I think the key for you guys in “hot land” is to not ride in the heat of the day. Start the ride at 6am instead of 9am and it will be a whole lot better. Or start at 7pm and bring a light system.


Here’s 8 year old Beau on Mr Toad’s with a very young Casey Drummond in 2000.


I can’t believe you left out Reese’s Pieces.

Goes without saying, doesn’t it?

Nice write up. What an adventure to share with your son. Glad you weren’t seriously lost or hurt.

So, your experience has me thinking. On long rides I almost always bring along something to eat. (My pace is slow so I have to have something to do with my hands :stuck_out_tongue: ) Usually I bring walnuts, dried fruit, and hard candy. I never thought of gatorade or anything like that… Should I be bringing some gatorade along also?

I’m surprised at how quickly the water in my camelbak disappears so I try to make sure I can refill it somewhere on route. On a trip sometime back my camelbak was suddenly empty. I was far from any place I could refill it which was a little scary. Someone suggested on the forums that I should probably put a small bottle of water inside the camelbak just in case. This way if I run out, I am sure to ration the spare bottle wisely. So far it has worked well.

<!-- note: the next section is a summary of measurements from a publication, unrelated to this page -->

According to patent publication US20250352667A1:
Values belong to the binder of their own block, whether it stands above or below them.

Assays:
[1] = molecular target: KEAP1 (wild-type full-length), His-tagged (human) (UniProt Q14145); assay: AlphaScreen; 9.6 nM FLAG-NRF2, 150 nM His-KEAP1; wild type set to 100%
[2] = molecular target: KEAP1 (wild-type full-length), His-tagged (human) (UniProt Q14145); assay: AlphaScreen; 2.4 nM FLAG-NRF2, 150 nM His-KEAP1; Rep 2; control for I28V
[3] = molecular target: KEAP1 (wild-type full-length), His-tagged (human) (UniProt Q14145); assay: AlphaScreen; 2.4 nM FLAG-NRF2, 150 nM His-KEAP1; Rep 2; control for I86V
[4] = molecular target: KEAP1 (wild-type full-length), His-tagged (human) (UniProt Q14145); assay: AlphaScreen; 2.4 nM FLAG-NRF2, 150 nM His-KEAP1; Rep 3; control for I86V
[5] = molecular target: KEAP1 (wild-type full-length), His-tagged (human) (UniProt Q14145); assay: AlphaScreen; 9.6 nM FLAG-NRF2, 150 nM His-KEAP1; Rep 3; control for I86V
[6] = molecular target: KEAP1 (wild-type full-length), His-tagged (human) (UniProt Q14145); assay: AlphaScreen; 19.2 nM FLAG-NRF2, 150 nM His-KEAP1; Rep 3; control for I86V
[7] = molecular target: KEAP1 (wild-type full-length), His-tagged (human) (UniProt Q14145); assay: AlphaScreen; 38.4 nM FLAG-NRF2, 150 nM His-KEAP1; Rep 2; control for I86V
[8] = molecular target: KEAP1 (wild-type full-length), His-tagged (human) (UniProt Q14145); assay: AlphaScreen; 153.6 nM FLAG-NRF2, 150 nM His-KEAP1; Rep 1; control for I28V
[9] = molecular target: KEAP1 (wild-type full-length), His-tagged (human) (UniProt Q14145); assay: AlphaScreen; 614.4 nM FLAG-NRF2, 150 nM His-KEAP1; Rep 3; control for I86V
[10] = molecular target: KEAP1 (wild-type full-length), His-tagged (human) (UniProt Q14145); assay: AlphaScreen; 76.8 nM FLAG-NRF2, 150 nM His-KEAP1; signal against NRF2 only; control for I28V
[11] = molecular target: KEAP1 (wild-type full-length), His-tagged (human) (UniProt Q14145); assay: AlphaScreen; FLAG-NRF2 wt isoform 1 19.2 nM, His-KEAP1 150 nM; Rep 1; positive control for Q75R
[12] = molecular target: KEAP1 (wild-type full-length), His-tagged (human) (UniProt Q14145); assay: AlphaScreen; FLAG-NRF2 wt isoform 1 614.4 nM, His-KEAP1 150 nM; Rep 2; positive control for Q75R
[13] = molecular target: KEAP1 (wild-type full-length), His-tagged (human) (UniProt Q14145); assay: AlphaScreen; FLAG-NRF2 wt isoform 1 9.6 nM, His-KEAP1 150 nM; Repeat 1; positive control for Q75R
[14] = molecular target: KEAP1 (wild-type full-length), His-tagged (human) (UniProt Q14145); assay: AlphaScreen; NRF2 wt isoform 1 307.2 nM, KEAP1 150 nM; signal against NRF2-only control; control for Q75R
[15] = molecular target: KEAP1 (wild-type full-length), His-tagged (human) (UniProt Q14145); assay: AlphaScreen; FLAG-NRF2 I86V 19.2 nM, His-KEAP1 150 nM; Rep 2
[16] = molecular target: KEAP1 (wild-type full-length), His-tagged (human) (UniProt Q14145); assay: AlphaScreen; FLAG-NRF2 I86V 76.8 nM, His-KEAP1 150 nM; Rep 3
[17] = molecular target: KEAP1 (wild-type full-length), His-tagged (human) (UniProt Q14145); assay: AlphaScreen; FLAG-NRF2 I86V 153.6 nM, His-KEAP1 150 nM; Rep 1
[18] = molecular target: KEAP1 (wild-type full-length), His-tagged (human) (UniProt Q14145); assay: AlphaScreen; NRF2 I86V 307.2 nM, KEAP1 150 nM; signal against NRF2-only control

um… what exactly are you referring to? :thinking:

edited to add: I didn’t see the second page of food suggestions. I’m going to read it now. :slight_smile:

finished reading… oh, ya… I forgot the “real food” that I bring… sandwiches, etc. Since I don’t eat them riding I guess it slipped my mind to include them. :stuck_out_tongue: